I have another random observation, prompted by a student's question at an
exam last night.
Puzzled by a reference to diegetic voice in TOKYO STORY, she asked, "Wasn't
that a silent film?"
No, I responded. It *did* have subtitles, but there was dialogue.
"But we couldn't hear their voices, could we?" she asked. I assured her that
we could, which at least settled the problem for purposes of the exam.
Now, I have seen similar confusion before, where students will refer to a
foreign-language, subtitled film as a "silent" film, and I have presumed that
they merely conflated together all films that they had to "read" under the
heading of "silent."
But now I wonder if, in at least some cases, they *literally* have not "heard"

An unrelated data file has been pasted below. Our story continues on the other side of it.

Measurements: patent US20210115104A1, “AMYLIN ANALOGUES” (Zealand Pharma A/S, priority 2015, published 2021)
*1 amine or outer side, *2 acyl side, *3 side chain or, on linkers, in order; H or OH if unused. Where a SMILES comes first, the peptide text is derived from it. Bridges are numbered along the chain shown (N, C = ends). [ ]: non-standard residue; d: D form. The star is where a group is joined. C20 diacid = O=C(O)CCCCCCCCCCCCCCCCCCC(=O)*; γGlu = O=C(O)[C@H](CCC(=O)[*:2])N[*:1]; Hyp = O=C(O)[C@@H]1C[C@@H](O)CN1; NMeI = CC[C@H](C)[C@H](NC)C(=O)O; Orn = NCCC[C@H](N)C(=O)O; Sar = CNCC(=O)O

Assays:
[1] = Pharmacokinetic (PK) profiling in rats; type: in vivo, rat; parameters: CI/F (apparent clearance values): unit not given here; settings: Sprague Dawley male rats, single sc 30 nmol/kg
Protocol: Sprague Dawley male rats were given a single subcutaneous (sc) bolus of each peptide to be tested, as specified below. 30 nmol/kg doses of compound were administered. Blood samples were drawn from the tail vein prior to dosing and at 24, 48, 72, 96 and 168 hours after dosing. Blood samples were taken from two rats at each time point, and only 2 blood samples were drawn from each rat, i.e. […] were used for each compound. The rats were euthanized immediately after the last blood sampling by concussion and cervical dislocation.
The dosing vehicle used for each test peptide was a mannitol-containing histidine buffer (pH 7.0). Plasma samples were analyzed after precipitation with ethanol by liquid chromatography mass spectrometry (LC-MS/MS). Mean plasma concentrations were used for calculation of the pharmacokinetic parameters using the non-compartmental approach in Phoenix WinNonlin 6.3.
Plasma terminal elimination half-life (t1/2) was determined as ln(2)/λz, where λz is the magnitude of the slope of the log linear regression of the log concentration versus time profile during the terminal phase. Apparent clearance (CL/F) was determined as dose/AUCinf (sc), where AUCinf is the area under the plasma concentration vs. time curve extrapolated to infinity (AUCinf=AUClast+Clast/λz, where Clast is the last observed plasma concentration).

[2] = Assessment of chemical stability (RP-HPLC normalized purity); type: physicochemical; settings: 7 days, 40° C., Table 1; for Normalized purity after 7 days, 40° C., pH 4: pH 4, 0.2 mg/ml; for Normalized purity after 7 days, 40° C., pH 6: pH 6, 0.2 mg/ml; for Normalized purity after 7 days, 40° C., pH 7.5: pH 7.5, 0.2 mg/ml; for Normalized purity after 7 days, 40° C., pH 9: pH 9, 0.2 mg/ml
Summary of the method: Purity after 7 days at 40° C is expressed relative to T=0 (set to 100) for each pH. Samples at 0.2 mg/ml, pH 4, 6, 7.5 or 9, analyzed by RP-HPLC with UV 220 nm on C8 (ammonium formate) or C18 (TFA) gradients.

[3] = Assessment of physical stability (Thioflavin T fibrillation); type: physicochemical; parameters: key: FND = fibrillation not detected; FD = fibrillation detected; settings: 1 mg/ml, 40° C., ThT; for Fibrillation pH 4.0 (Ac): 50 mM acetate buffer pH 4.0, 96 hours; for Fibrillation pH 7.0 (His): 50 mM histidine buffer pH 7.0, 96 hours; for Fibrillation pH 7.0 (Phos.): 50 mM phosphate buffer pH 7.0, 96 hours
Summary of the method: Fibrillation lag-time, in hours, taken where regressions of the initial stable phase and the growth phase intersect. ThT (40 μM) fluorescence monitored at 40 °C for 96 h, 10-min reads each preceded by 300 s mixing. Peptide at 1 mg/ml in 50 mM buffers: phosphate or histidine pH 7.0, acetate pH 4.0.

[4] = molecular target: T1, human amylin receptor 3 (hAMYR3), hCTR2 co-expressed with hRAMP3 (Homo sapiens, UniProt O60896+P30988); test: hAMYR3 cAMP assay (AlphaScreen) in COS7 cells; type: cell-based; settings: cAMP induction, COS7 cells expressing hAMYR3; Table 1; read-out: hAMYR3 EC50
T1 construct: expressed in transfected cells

the dialogue, if foreign languages strike them just as so much noise or
if they are so intent on reading the titles, they missing hearing the
dialogue at all! If so, is this common to all foreign languages or is it
intensified by non-European experiences, as in TOKYO STORY.
I wonder if anyone else has noticed this, or if there is any research on the
Thanks in advance for your thoughts!
Don Larsson, Mankato State U (MN)
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